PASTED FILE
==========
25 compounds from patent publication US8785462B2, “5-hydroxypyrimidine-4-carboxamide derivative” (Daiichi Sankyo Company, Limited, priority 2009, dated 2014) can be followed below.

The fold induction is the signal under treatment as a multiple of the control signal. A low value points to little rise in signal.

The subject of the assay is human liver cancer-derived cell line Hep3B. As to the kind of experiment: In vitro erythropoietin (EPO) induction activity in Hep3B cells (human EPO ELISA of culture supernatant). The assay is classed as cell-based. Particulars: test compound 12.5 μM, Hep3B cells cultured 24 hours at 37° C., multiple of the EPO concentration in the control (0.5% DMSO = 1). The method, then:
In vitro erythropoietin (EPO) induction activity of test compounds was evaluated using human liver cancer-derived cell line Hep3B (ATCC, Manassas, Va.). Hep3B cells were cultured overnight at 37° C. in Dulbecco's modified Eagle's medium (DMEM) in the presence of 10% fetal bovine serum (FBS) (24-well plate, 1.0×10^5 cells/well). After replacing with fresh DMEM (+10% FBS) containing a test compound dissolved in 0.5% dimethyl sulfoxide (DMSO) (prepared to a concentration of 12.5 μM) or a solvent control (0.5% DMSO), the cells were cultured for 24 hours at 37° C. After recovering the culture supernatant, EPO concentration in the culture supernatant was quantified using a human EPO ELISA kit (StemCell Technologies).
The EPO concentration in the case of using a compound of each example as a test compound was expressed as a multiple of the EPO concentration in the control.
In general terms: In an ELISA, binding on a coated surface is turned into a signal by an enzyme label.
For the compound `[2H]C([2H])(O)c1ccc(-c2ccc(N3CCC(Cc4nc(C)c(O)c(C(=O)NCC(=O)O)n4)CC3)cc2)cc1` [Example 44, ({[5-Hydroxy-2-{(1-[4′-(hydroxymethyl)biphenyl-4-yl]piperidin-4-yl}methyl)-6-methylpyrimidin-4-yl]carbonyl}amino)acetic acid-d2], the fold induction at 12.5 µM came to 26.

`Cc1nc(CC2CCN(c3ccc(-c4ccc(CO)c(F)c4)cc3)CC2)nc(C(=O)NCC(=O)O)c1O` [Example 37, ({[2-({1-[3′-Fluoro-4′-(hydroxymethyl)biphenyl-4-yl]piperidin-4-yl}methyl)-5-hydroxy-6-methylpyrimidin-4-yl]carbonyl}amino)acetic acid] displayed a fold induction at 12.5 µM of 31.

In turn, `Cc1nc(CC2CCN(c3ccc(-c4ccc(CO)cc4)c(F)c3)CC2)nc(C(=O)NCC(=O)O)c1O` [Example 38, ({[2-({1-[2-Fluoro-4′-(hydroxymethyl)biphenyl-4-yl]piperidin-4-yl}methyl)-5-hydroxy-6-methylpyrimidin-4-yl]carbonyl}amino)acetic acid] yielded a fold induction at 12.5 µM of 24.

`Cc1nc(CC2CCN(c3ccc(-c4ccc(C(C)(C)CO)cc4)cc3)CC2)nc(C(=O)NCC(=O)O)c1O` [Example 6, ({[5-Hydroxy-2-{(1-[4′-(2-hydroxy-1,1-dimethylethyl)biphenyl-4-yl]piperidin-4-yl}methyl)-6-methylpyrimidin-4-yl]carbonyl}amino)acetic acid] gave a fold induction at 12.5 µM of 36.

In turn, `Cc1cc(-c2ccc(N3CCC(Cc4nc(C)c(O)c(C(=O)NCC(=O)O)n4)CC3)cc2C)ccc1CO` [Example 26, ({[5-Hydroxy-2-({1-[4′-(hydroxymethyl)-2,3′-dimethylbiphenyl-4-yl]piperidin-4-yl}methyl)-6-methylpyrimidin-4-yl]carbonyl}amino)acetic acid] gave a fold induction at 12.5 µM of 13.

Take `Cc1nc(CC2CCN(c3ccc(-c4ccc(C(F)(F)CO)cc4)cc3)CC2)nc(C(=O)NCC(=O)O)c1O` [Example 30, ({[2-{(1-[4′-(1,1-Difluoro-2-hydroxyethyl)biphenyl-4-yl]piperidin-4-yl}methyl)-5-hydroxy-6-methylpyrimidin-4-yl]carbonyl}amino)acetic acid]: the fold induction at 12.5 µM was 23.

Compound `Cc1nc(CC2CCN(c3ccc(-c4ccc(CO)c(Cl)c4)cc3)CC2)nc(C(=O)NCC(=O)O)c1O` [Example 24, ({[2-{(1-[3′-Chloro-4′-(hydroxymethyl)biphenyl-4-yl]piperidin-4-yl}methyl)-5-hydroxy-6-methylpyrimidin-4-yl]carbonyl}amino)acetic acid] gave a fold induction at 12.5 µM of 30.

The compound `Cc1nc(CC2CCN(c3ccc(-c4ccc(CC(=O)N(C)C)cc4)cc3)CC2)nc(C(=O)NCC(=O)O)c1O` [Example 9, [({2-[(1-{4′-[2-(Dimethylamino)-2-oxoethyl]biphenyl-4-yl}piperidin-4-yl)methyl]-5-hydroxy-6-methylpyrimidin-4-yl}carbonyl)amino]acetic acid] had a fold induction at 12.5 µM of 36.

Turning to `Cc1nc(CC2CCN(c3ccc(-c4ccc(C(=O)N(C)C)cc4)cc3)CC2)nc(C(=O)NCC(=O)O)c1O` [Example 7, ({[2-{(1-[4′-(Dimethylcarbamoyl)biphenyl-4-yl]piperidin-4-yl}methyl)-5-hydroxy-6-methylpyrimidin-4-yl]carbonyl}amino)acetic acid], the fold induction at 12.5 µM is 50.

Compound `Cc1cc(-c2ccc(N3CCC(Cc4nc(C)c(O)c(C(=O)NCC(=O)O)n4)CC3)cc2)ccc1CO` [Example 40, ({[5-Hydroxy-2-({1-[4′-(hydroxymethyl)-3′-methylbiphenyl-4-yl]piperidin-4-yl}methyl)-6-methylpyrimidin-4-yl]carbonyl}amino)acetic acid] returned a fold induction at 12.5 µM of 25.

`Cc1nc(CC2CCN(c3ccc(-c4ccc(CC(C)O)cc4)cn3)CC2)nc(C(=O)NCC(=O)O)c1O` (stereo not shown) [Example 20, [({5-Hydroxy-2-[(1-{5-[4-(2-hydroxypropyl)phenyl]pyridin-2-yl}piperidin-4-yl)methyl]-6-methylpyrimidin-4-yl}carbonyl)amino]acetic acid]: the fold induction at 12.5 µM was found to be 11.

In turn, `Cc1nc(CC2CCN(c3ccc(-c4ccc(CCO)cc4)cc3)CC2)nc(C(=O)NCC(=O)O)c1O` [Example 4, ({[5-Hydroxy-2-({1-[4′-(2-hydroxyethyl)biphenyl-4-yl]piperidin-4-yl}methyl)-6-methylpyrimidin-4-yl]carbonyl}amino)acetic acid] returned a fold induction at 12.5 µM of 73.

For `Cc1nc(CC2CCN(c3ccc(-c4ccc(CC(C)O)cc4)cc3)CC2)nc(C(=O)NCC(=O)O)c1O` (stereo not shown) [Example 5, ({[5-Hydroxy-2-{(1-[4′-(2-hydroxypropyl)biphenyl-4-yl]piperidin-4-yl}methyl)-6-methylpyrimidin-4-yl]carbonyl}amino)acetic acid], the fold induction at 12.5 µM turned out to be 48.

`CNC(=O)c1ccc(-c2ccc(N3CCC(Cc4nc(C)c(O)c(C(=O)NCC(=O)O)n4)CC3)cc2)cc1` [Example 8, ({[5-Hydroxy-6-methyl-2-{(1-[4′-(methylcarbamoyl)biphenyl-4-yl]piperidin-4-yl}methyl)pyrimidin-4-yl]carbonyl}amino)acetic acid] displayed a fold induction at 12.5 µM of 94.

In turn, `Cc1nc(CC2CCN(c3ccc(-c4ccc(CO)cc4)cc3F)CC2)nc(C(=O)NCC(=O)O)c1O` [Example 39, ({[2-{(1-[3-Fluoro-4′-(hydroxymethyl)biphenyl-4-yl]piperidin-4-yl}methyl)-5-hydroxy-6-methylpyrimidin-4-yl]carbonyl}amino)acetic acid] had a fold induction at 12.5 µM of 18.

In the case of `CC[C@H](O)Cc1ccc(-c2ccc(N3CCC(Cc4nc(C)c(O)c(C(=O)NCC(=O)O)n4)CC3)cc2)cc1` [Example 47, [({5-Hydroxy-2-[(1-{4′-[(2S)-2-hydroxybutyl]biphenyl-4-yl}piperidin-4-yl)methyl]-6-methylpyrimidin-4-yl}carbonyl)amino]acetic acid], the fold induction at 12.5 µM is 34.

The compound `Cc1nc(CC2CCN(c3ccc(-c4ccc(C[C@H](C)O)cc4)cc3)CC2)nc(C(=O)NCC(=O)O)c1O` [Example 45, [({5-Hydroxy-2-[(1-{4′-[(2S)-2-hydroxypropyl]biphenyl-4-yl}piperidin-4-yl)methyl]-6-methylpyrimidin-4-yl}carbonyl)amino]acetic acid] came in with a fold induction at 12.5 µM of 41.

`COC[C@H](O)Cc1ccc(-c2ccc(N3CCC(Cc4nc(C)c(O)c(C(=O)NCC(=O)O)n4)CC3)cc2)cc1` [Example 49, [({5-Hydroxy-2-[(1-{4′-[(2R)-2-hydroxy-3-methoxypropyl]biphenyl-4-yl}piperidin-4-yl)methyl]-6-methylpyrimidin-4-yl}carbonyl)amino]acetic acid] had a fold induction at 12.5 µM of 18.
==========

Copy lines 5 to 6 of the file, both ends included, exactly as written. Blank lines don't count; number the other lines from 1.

The EPO concentration in the case of using a compound of each example as a test compound was expressed as a multiple of the EPO concentration in the control.
In general terms: In an ELISA, binding on a coated surface is turned into a signal by an enzyme label.